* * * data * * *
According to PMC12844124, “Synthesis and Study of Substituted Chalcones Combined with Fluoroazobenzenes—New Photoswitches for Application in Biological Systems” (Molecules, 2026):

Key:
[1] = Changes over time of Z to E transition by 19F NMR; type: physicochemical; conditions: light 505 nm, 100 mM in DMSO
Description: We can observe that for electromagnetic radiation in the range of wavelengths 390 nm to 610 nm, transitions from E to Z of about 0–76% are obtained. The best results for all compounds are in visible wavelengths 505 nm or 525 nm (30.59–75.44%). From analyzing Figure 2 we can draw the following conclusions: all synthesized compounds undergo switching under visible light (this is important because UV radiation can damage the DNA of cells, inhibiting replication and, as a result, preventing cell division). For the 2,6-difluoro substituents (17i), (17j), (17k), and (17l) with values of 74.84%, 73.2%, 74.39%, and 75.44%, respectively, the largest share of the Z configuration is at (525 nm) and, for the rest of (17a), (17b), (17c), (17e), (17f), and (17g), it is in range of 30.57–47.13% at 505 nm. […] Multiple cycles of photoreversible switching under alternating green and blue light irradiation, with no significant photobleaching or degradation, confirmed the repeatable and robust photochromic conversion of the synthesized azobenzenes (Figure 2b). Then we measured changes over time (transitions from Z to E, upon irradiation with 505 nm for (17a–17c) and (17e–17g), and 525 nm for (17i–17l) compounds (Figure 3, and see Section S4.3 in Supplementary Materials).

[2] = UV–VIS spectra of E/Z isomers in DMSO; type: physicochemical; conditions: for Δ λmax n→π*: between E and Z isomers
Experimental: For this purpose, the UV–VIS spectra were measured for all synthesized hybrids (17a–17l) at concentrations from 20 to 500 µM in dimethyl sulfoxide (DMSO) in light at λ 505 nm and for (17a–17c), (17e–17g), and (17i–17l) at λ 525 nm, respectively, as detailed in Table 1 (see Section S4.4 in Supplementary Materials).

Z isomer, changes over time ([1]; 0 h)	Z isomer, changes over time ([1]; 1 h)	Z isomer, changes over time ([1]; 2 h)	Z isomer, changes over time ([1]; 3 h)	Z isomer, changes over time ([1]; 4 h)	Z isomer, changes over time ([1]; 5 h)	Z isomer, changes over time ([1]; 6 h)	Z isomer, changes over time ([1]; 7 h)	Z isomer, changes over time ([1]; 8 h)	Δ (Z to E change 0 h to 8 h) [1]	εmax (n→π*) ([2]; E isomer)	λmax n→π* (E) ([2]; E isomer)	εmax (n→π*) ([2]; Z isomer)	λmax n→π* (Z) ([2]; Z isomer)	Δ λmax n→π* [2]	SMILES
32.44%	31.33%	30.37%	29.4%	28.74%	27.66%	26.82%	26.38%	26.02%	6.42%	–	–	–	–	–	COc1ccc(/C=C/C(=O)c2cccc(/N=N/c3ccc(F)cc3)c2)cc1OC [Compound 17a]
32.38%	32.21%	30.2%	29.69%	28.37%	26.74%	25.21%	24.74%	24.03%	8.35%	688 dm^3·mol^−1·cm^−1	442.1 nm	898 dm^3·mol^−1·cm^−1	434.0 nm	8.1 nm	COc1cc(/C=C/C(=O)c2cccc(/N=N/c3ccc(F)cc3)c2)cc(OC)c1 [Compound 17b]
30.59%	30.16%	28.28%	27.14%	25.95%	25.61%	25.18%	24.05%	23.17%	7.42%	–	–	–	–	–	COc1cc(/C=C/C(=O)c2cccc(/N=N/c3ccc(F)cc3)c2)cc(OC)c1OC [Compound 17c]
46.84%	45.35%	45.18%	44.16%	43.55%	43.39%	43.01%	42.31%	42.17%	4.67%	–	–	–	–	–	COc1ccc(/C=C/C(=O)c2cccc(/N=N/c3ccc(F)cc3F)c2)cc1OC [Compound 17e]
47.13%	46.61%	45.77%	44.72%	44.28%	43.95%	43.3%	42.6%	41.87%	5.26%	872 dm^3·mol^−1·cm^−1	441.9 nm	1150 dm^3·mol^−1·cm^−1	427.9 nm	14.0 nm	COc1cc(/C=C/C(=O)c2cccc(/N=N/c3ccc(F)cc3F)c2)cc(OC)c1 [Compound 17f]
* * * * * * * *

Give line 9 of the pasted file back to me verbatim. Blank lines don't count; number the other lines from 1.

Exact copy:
32.38%	32.21%	30.2%	29.69%	28.37%	26.74%	25.21%	24.74%	24.03%	8.35%	688 dm^3·mol^−1·cm^−1	442.1 nm	898 dm^3·mol^−1·cm^−1	434.0 nm	8.1 nm	COc1cc(/C=C/C(=O)c2cccc(/N=N/c3ccc(F)cc3)c2)cc(OC)c1 [Compound 17b]